- Born 2 October 1965
- Birth PlaceAdelaide, South Australia
- LivesLas Vegas, USA
- Playing StatusRetired
Apart from two singles titles (1988 Gstaad and 1991 San Francisco), Cahill made a semifinal appearance at the US Open in 1988, defeating Mats Wilander and Andre Agassi among others.
From his 13 doubles titles his most notable win was at the ATP Championships in Cincinnati (w/Mark Kratzmann, AUS).
Nicknamed “Killer”, he experienced chronic injuries throughout his career, having had more than 10 knee operations.
He grew up in a sporting family – his father was a renowned Australian Rules football coach.
After retiring from the Tour he later became Lleyton Hewitt’s coach and guided Hewitt to world No.1. Hewitt, at 20 years and eight months, was the youngest player to achieve the No.1 spot in the history of the ATP rankings.
After splitting with Hewitt, he began coaching American great Andre Agassi, helping him back to the No.1 position. Agassi achieved this feat in May 2003, making him the oldest player to claim the No.1 spot.
Cahill represented Australia in Davis Cup from 1988 to 1991 garnering a 6-4 win–loss record (2-4 singles, 4-0 doubles).
His highest singles ranking was No.22 in April 1989, and in doubles he peaked at No.10 in August 1989.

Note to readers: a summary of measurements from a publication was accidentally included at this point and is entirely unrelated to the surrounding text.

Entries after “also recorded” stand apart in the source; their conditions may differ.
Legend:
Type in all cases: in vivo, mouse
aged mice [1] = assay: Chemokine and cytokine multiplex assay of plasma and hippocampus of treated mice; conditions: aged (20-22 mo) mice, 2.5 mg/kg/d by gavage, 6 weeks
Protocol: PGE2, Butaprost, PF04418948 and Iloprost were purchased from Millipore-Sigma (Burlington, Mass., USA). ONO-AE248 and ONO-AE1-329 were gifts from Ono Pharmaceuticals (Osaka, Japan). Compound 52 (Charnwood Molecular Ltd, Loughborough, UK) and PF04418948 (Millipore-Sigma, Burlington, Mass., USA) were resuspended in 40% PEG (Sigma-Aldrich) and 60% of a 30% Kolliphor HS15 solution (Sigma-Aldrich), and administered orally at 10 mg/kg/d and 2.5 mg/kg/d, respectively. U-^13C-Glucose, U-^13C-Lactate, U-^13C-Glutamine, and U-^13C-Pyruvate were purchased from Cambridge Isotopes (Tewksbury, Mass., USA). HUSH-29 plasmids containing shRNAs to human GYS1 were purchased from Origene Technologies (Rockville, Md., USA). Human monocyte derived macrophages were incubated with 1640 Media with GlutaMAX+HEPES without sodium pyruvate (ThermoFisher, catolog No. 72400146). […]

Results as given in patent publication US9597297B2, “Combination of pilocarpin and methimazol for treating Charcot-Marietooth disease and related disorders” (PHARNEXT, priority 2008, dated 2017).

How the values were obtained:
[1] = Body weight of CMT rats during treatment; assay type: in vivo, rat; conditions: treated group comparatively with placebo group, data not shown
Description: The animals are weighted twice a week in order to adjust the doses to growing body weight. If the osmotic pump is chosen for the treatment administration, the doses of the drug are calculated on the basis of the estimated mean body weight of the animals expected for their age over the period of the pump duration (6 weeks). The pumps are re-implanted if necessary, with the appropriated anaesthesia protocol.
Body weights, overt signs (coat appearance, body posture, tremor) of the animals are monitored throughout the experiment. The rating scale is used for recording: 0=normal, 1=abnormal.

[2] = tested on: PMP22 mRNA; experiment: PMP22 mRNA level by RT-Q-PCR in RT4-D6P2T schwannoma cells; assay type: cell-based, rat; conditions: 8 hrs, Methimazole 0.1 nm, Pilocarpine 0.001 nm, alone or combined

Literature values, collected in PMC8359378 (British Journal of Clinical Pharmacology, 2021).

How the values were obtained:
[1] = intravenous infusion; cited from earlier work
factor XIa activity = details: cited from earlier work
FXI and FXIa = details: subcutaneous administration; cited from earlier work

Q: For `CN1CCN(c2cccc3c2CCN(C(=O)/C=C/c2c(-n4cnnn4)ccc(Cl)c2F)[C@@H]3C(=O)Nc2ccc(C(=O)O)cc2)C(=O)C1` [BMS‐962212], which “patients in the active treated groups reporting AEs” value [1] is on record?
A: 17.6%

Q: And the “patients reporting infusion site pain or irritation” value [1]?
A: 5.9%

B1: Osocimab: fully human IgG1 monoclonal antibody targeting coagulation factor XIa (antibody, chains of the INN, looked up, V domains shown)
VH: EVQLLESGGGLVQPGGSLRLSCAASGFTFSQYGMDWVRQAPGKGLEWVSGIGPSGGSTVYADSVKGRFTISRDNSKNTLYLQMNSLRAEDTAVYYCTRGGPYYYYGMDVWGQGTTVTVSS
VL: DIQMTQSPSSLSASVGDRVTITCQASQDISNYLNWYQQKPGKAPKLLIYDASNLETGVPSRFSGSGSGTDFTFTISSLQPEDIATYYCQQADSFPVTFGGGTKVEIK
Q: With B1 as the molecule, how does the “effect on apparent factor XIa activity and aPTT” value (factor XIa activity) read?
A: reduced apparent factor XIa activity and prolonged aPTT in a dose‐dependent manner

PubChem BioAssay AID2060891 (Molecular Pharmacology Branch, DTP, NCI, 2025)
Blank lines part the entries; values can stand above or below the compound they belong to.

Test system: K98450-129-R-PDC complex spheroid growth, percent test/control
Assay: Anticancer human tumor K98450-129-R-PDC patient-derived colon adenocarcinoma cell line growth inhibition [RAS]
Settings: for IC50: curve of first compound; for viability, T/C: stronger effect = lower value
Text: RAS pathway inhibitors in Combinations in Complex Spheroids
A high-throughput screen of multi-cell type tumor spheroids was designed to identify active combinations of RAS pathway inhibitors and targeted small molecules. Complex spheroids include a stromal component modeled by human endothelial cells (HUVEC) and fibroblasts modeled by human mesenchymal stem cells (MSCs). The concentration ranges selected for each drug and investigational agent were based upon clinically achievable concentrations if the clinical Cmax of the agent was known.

In 2007, Cahill was appointed to the position of Australian Davis Cup coach, which he resigned from in February 2009.
In March 2009 he joined the adidas Player Development Program.
He also commentates for ESPN and is now based in Las Vegas.
Darren Cahill in the news
Ash Barty, Alex de Minaur, Casey Dellacqua, Darren Cahill, Destanee Aiava and Rinky Hijikata were among 16 award winners on Monday night at the Newcombe Medal, Australian Tennis…
Darren Cahill and Andy Murray praise Bernard Tomic's game following his fourth-round exit at this year's Australian Open.
Esteemed Australian coach Darren Cahill will work full-time with Romanian world No.2 Simona Halep in 2016.
Tennis has long been slow to embrace the game-film culture pervasive in other professional sports. But that is changing writes Christopher Clarey in the New York Times.